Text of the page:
Civil Rights

Freedom Song Gathering
Mississippi, early 1960s
Photographer: Ken Thompson

The Civil Rights Movement has been described as the greatest singing movement this country has experienced. The songs that grew out of campaigns across the South in the early 1960s built on the rich culture of African American communities, particularly the black church. There were songs to fit every mood from sorrow to joy, from determination to irony and humor.

We were fortunate to live in the South during those years and to be based at the Highlander Center, one of the gathering places for civil rights activists to share information and to strategize.

Singing had always been an important part of Highlander workshops.

Rosa Parks attended a Highlander workshop in 1955, invited by staff member Septima Clark. This was shortly before her historic bus ride in Montgomery.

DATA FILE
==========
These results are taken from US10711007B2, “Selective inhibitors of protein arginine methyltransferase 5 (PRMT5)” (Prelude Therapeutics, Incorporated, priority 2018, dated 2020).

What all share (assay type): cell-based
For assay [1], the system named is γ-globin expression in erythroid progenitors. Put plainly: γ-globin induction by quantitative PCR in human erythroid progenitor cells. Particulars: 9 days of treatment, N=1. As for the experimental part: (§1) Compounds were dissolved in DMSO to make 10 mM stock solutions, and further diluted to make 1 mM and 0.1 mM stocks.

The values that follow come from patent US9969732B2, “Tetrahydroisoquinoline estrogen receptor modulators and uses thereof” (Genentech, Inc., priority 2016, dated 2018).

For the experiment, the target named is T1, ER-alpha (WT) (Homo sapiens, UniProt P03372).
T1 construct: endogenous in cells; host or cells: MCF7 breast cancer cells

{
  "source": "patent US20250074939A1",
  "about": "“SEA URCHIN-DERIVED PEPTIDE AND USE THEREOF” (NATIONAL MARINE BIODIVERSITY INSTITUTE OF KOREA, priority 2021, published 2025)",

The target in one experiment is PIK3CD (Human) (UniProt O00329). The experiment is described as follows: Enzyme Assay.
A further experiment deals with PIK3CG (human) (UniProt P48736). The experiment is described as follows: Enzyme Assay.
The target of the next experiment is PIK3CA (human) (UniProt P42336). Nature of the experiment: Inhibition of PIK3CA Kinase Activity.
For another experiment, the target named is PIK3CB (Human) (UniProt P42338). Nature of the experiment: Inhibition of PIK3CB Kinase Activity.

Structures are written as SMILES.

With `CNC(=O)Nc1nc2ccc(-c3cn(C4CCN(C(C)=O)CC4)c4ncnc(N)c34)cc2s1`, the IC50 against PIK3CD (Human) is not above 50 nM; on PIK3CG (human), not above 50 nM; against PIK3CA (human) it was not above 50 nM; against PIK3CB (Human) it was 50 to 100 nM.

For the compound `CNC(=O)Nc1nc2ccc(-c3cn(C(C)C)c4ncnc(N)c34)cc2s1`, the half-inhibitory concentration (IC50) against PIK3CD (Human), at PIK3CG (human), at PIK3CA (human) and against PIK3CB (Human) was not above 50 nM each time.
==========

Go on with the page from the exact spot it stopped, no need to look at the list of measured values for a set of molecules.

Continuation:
She said later, meeting black and white southerners wanting to build a democratic South, provided the first glimmer she had seen for the possibility of change.

Guy came to Highlander as a volunteer songleader and musician in 1959.


Septima Clark and Rosa Parks
Highlander School, 1955
Photographer: Highlander Archive

Guy Carawan Leading Songs
Founding Meeting of SNCC, 1960
At right: Marion Barry
Photographer: Carawan Archive

Singing labor and freedom songs had been important at the school since its earliest days.

"We Shall Overcome" had been a kind of theme song there since striking tobacco workers brought it to a workshop in 1947, teaching it to Zilphia Horton, Highlander's inspirational cultural director.

Invited to the founding meeting of the Student Non-violent Coordinating Committee (SNCC) in April 1960, Guy was able to pass that song on to the Civil Rights Movement.

The 200 participants carried it back to dozens of southern communities.

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